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2009: The modern (neo-Darwinian) synthesis is – safely – admitted to be fading

The Evolutionary Informatics Lab - Evolutionary Simultations and Investigation

2009

Intelligent Input Required for Life. In a significant peer-reviewed article in the September 2009 journal IEEE Transactions on Systems, Man and Cybernetics authors William A. Dembski and Robert J. Marks II use computer simulations and information theory to challenge the ability of Darwinian processes to create new functional genetic information. This paper is in many ways a validation of Dembski’s core ideas in his 2001 book, No Free Lunch: Why Specified Complexity Cannot Be Purchased without Intelligence, which argued that some intelligent input is required to produce novel complex and specified information.

The Collectivist Revolution in Biology. An essay by Mark Buchanan in the August issue of Nature Physics announced the breaking with “many of the presuppositions of traditional evolutionary thinking.” He highlighted its message with these words: “A coming revolution may go so far as to unseat Darwinian evolution as the key explanatory process in biology.” The essay is a contribution to crossdisciplinary thinking starting with an awareness of collective phenomena in modern physics. Thinking has moved away from reductionism and is adopting a holistic interactionism. Buchanan sees a parallel between physics and biology. The tools of physics and engineering are already being used to
understand interacting networks within biological systems. Why does this take us beyond Darwinism? It is because the mechanisms of Darwinian evolution are inherently reductionistic, with individual life forms struggling for survival in competition with other individuals. Within Darwinian theory the environment acts as a filter, allowing the fit to live on. The emerging understanding of biological functions, such as horizontal gene transfer (HGT), moves away from individuals and towards breeding populations, and the environment becomes a driver of genetic change rather than a passive filter. The tree of life now looks like an unstructured bush. Darwinism is inherently reductionistic, and it can devise ways of framing HGT to fit into its own mental models. But what it cannot easily do is adopt the holistic perspectives that are emerging everywhere. This is why an increasing number of scientists find a framework of design to be compelling. Design provides a coherent context for systems biology, for biomimetics, and for many other contemporary areas of research.

Meanwhile,

The Modern Synthesis is Gone. In February of this year Eugene Koonin published a masterly analysis of the impact of genomics on evolutionary thinking (“Darwinian evolution in the light of genomics”, Nucleic Acids Research, 2009, 37(4), 1011-1034). Koonin notes that the 1959 Origins centennial was “marked by the consolidation of the modern synthesis” but subsequent years have witnessed great changes which have undermined its credibility. The modern synthesis was formulated in the 1930’s and 1940’s to draw together seemingly conflicting evidence from natural selection, population genetics, cytology, systematics, botany, morphology, ecology and paleontology into one modern theory of neo-Darwinian evolution. Three distinct revolutions have occurred over the past halfcentury to bring down the modern synthesis theory: the molecular, the microbiological and the genomic revolutions. Koonin tentatively identifies two candidates to fill the vacuum left by the discarded modern synthesis. The first appears to emphasize the role of chance; the second appears to emphasize the role of law. While many in the scientific community will continue to cling to the modern synthesis for years to come, it is significant that articles are now appearing in the peer-reviewed scientific literature declaring the theory needs to be abandoned because it no longer fits the molecular, microbiological and genomic data.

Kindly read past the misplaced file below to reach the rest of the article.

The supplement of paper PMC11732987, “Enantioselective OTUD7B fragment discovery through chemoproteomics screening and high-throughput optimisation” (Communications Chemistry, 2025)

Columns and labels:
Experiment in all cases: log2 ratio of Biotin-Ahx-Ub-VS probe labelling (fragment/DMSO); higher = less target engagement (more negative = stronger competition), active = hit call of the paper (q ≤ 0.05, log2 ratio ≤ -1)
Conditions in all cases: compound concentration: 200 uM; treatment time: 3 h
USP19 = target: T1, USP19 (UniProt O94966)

The Edge of Evolution Confirmed. Nature published an interesting paper in the September 24, 2009 issue that discusses severe limits on Darwinian evolution. The manuscript, from the laboratory of Joseph Thornton at the University of Oregon, is titled “An epistatic ratchet constrains the direction of glucocorticoid receptor evolution.” Although the work is interpreted by its authors within a standard Darwinian framework, it also confirms the primary thesis of Michael Behe’s recent book, The Edge of Evolution: The Search for the Limits of Darwinism, demonstrating the looming brick wall which confronts unguided evolution in at least one system. It points strongly to the conclusion that such walls are common throughout all of biology. In a series of blog exchanges Behe successfully defends his position against Thornton.

Darwinists commonly react to these developments by announcing that “Most of those people don’t agree with ID” – apparently unable to comprehend that that’s a much bigger problem for them than for the ID theorist.

Meanwhile, both “Ida” and “Ardi” – “missing link” and “central character” in human evolution respectively, collapse into embarrassing insignificance despite massive Darwin hype.

Next: 2010: Layer on layer of intricacy outstrips Darwinian just-so stories

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One Response to 2009: The modern (neo-Darwinian) synthesis is – safely – admitted to be fading

  1. A lot of this has to do with the Darwin lobby and their tactics. This from the NCSE’s “antievolution.org” website during the year in question (2009):

    http://www.antievolution.org/c....._the_earth

    “The Kansas State Board of Education held “unofficial” hearings in 2005 to decide between the antievolution-influenced rewrite of proposed state science standards and those developed by the writing committee. They brought in over twenty “experts” in “intelligent design” creationism to testify. Attorney Pedro Irigonegray asked many of them to give their opinion of how old the earth is. Their answers are instructive.”